Furthermore, the Data Privacy Act of 2012 has extraterritorial application as laid down by Section 6 thereof. It states that “This Act applies to an act done or practice engaged in and outside of the Philippines by an entity if: (a) The act, practice or processing relates to personal information about a Philippine citizen or a resident; (b) The entity has a link with the Philippines, and the entity is processing personal information in the Philippines or even if the processing is outside the Philippines as long as it is about Philippine citizens or residents such as, but not limited to, the following: (1) A contract is entered in the Philippines; (2) A juridical entity unincorporated in the Philippines but has central management and control in the country; and (3) An entity that has a branch, agency, office or subsidiary in the Philippines and the parent or affiliate of the Philippine entity has access to personal information; and (c) The entity has other links in the Philippines such as, but not limited to: (1) The entity carries on business in the Philippines; and (2) The personal information was collected or held by an entity in the Philippines.”
In the Philippines, the real estate sector is booming and this is predicted to continue this year 2014 and onwards according to property experts. Condominiums are being built everywhere by different developers like Ayala Land, SM Land, Megaworld, Robinsons Land Corporation, Century Properties, DMCI etc. These companies continue to grow which is good for the Philippine economy. The recent economic improvement to name a few are 7.5% Gross Domestic Product growth which is considered as the best in Asia and the world, Consumer Confidence Index (CI) climbed from -11.2 percent to -5.7 percent, low inflation rate remains below 3% as of August 2013, slight decrease of unemployment from 7.5% in Q2 2013 to 7.3% in Q3 2013in the labor sector. (Although this slight change is barely noticeable, there is an optimistic, long term action-plan to remedy the unemployment problem initiated by World Bank), low interest rate: on 4-year low of 3.5% bench mark rate, changes in the political system have impacted a lot to improve foreign investors’ confidence in our country. These real estate companies continue in business because the Philippine market sees it as a good form of investment. From the point of view of the Philippine market, investing in real estate allows them to gain more leverage in terms of return in investment compared to banks, to grow a tax deferred strategy through installment sale, to get a tax free cash flow, to have tax write offs against other income, to increase tax deduction strategies or to have a forced retirement plan. On the other hand, from the point of view of the real estate developers, they mean business. When they construct a real estate development for commercial, business or residential use, they want a return of their investment. They invest their money for its construction, sales, marketing, legal documentation in the hope that once sold, they will earn more than they spent.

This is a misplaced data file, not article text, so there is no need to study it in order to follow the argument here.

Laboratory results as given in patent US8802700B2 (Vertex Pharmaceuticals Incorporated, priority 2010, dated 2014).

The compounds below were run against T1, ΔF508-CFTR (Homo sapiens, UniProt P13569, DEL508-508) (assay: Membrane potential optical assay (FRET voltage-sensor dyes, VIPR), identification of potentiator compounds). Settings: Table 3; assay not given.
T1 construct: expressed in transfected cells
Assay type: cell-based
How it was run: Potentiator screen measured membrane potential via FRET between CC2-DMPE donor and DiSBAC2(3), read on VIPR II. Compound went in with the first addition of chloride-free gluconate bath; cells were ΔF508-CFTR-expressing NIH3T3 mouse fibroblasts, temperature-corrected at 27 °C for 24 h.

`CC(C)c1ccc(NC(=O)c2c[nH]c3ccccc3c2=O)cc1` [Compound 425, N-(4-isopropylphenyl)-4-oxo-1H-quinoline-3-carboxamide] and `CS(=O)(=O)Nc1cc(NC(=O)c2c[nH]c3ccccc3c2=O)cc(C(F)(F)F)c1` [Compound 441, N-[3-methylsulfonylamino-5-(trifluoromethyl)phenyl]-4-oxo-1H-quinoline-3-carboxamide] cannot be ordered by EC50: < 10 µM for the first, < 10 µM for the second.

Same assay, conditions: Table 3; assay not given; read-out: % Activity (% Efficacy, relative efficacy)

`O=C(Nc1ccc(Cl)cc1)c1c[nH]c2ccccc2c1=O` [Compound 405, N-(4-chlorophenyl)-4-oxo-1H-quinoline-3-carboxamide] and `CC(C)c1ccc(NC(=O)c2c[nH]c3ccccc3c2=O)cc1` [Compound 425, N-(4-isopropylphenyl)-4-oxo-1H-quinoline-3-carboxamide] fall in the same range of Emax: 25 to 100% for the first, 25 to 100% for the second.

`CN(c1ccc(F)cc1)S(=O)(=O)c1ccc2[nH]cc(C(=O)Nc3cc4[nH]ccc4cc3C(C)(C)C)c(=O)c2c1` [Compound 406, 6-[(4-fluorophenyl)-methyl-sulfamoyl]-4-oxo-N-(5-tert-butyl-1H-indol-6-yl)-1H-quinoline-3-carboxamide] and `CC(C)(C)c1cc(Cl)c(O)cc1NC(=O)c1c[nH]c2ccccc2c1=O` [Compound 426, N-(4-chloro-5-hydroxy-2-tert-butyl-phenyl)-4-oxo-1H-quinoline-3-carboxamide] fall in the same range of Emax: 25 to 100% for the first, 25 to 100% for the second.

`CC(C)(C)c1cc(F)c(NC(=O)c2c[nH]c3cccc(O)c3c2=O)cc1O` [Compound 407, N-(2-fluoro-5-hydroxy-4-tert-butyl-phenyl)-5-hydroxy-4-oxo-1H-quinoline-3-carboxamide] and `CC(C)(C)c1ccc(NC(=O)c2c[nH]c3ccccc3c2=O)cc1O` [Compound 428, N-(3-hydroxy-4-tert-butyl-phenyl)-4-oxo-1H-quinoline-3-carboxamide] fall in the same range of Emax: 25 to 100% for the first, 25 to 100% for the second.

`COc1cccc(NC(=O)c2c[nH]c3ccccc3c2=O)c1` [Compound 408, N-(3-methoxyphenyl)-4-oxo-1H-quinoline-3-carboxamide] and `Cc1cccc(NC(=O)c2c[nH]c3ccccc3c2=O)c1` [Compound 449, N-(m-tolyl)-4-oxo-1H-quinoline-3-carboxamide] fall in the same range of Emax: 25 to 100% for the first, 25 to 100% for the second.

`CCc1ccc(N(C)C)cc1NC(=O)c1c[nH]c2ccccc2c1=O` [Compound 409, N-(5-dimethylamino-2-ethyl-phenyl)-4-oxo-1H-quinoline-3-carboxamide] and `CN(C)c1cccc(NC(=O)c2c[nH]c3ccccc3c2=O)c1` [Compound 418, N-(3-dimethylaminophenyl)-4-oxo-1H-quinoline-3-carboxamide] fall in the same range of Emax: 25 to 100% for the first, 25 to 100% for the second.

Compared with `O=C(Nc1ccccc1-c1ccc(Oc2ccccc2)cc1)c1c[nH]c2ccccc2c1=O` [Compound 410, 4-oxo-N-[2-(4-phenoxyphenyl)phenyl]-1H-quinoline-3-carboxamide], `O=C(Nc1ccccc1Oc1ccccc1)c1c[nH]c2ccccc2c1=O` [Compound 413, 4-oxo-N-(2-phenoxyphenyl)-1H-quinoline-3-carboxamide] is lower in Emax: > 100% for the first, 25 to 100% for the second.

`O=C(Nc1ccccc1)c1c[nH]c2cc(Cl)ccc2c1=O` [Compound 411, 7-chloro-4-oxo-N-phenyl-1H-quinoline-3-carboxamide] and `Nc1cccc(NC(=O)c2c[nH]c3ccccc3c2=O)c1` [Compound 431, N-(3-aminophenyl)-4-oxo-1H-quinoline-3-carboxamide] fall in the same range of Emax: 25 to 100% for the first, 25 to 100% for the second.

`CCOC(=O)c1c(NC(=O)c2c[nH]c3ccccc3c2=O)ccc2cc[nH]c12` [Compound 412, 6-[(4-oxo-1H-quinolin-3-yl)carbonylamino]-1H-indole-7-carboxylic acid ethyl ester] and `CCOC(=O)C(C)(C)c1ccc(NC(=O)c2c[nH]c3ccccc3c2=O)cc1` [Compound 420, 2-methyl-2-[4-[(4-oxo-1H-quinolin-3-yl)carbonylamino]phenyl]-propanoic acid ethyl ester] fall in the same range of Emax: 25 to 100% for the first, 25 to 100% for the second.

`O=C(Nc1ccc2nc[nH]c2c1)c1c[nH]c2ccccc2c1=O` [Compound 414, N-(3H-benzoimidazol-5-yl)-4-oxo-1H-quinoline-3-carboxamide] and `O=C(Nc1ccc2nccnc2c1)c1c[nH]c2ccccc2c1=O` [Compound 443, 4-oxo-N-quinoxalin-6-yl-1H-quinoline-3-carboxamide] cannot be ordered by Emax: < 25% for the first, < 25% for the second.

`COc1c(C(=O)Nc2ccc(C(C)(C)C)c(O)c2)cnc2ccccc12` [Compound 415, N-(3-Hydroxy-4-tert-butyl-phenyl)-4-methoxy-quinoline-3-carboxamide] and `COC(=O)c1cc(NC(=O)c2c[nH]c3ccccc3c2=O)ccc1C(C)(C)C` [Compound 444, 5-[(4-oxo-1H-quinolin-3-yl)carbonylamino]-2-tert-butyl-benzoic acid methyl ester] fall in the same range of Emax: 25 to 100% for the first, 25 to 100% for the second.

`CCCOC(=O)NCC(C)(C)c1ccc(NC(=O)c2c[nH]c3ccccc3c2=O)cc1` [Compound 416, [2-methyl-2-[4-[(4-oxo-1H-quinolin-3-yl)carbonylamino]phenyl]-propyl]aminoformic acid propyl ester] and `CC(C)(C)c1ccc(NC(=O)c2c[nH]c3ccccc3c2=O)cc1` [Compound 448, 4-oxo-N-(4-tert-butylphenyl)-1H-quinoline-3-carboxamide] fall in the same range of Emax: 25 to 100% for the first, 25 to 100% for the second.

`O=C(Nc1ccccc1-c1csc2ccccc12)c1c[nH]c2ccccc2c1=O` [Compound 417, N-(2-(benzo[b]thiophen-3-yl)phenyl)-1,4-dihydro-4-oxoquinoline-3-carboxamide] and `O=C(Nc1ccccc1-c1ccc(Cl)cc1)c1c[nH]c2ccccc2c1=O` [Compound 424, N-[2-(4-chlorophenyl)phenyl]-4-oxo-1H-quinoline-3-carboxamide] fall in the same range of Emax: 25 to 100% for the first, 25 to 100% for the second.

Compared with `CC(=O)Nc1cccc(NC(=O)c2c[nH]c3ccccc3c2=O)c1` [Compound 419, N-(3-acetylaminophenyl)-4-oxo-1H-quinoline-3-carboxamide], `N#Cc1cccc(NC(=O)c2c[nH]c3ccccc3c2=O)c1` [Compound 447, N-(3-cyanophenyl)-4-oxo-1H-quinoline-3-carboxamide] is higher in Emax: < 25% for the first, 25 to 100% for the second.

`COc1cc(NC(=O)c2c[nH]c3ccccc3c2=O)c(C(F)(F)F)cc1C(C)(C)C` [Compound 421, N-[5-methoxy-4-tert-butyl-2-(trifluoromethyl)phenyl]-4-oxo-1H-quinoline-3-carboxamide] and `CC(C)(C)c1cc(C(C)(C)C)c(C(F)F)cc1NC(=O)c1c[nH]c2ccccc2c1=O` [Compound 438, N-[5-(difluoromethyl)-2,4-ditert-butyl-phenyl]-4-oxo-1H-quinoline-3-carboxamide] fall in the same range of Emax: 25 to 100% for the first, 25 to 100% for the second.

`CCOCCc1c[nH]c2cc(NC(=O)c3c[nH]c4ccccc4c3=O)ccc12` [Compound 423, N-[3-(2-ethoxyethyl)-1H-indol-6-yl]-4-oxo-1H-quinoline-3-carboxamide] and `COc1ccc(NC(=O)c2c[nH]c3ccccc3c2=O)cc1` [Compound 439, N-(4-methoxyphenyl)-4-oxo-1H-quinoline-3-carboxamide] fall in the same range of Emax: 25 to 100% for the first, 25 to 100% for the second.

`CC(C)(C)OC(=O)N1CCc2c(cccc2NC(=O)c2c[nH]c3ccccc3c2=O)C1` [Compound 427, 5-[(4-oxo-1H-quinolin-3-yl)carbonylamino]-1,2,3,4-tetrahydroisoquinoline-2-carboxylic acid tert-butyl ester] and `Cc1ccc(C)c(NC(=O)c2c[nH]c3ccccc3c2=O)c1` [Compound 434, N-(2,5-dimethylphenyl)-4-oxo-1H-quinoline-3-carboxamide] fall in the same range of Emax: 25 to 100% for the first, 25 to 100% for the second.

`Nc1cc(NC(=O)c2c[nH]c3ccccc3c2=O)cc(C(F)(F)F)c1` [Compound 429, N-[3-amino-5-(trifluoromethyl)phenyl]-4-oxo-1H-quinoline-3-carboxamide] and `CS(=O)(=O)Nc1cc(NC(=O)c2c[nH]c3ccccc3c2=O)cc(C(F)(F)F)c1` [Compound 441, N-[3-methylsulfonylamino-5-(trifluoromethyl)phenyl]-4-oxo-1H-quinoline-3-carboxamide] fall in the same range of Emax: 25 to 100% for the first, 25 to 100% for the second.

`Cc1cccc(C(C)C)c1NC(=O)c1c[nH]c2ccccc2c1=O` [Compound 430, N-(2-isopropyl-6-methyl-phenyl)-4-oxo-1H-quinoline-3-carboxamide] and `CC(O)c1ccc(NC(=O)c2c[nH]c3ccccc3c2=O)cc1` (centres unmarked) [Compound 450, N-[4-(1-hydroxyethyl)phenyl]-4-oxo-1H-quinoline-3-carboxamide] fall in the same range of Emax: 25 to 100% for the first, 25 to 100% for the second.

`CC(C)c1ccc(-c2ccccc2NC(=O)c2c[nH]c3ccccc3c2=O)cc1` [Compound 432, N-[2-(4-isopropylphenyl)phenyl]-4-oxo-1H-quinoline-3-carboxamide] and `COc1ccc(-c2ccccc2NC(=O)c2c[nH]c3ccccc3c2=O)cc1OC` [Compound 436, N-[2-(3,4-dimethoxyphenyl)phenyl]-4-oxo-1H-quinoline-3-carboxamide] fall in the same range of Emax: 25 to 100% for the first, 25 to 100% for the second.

Real estate developers develop a sales team to sell their property to the market. This team may be from different channels which include in-house property specialists or real estate brokers with real estate agents. These sales people introduce the development to the market for them to be encouraged to invest and thus, a sale is consummated. The process is done through the art of salesmanship. They apply the skills and techniques through workshops activities, learn core communication skills required in the sales process and imbibe the skills in their daily selling activities. Selling is both a science and an art. It is a science because there is a study of knowledge of products, principles, tools and techniques. It is an art because there is need for an effective application of knowledge and a genuine dedication needed to build rapport to a client. The sales process is a systematic approach involving a series of steps that enables a sales force to close more deals, increase margins and make more sales through referrals. It involves prospecting, qualifying, proposal or presentation, handling objections, closing and follow up for repeated business through referrals. Prospecting is the lifeblood and the first step to selling. It involves seeking, identifying and qualifying people who could meet and talk regarding the product. In simpler terms, it means looking for the perfect client. Sales people use different kinds of prospecting. They use their own strategies to get their leads. Some use their warm prospects or people they know, while others use cold prospects or people they don’t know personally. The most common source of prospects are their natural market, referrals, existing clients, center of influence, networking, nest prospecting, fish bowl events, personal observation, direct marketing, advertising campaigns and many more. Does the Data Privacy Act of 2012 protect the information that sales people in the real estate industry take as part of their sales process?